Tuesday, September 3, 2013


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The Internet has given us the possibility of keeping in touch with those around the world, allowed us to gather more information faster, and changed the way we do business. People can now share their life, knowledge, gifts, creativity, and opinions to a worldwide audience. There is no doubt that the Internet is a blessing in many ways.

At home, there were days when I would sit on the couch watching Netflix on Apple TV, surfing the internet on my MacBook, and texting friends on my iPhone all at the same. (If that’s not an Apple commercial then I don’t know what is.) But I had a need to be connected to everything all at once, all the time. I needed to know I had the possibility of checking my friend’s Instagram, googling a question or checking the weather in the palm of my hand.

On the third day in Manila, I already yearned for that ability. I was standing in the mall with Andrew and Margaret. Looking back, I don’t even remember what we were talking about but I thought ‘Oh I can just Google that.’ And then I realized I couldn’t. My iPhone was right there in my purse but without Wi-Fi or an international data plan it became simply a camera, a note taker and a gaming device. No longer was I continually plugged in.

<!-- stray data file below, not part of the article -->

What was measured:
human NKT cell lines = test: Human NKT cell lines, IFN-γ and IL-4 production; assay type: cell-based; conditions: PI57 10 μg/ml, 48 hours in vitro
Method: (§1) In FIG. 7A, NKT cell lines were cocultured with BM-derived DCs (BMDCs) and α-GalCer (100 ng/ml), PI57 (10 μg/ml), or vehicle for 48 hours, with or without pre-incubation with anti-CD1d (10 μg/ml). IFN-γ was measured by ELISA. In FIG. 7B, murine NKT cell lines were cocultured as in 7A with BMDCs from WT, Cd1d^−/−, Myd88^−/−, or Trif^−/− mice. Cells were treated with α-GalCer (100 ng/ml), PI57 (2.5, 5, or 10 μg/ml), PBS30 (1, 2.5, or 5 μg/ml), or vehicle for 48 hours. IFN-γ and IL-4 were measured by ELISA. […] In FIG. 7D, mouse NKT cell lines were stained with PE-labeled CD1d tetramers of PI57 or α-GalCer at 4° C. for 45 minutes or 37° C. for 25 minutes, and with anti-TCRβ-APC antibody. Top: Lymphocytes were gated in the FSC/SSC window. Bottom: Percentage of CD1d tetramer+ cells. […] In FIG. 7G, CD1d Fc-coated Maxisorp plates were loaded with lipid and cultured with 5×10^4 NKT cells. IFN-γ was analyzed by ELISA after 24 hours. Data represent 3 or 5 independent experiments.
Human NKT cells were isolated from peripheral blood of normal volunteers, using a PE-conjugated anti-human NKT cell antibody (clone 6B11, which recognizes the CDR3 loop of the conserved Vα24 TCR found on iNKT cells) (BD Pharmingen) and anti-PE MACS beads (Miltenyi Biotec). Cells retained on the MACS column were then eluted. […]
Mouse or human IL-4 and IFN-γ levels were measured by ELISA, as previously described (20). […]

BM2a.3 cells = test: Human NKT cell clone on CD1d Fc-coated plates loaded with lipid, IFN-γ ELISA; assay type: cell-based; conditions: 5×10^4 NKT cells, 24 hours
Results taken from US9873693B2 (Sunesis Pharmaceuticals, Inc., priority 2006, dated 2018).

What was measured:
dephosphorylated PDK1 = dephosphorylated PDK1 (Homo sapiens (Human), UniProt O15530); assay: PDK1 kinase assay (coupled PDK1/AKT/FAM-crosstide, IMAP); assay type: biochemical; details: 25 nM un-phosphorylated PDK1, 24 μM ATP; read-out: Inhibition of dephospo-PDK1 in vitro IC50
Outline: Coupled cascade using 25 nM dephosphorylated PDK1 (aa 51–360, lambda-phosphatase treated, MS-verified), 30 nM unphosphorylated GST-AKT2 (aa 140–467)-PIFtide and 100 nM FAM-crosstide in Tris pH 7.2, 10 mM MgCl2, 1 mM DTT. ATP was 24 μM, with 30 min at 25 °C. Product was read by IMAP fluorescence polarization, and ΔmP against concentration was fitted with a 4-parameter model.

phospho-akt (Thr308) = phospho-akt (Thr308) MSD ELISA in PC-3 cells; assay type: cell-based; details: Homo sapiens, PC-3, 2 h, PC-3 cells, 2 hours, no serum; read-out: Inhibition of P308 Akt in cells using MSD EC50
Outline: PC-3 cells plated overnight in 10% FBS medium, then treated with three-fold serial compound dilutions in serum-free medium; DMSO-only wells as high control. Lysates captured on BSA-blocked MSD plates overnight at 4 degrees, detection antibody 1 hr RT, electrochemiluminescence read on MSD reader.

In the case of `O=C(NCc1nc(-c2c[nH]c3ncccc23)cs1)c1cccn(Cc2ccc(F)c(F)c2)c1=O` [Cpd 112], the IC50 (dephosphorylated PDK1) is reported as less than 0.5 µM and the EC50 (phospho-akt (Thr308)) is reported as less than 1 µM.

While I have Wi-Fi at the office, I am using it to do work or quickly reply to emails. And at home, I am able to use USB stick paid by the hour but neither are the same speed and connectivity. By being limited in my use of Internet, I’ve evaluated my reasons and priorities for getting on. My main purpose is communication: sending emails or iMessages, skyping, and updating my blog and Facebook. Other than that, I don’t feel the need to sit and watch YouTube videos or troll through random sites.

I’ve found that having less connectivity to the Internet gives me more connection to myself and those around me. It forces me to look up from the screen and talk to my neighbors, observe the culture, learn the language. I have time to reflect about my experiences, who I am, and my hopes and dreams in life. Or I simply relax and dive into a good book.

There were many times when I was sitting across the table from a friend who was on their phone and I couldn’t have felt farther away or more disconnected from them. Everyone has had this happen to them. It’s become a part of our culture.

I feel fortunate to have the opportunity to unplug, disconnect from technology and truly, deeply connect to form new relationships.

You’ll be surprised at how rewarding and satisfying it is. I promise you won’t be missing out. If anything you will gain from it.

Take the challenge. Unplug.

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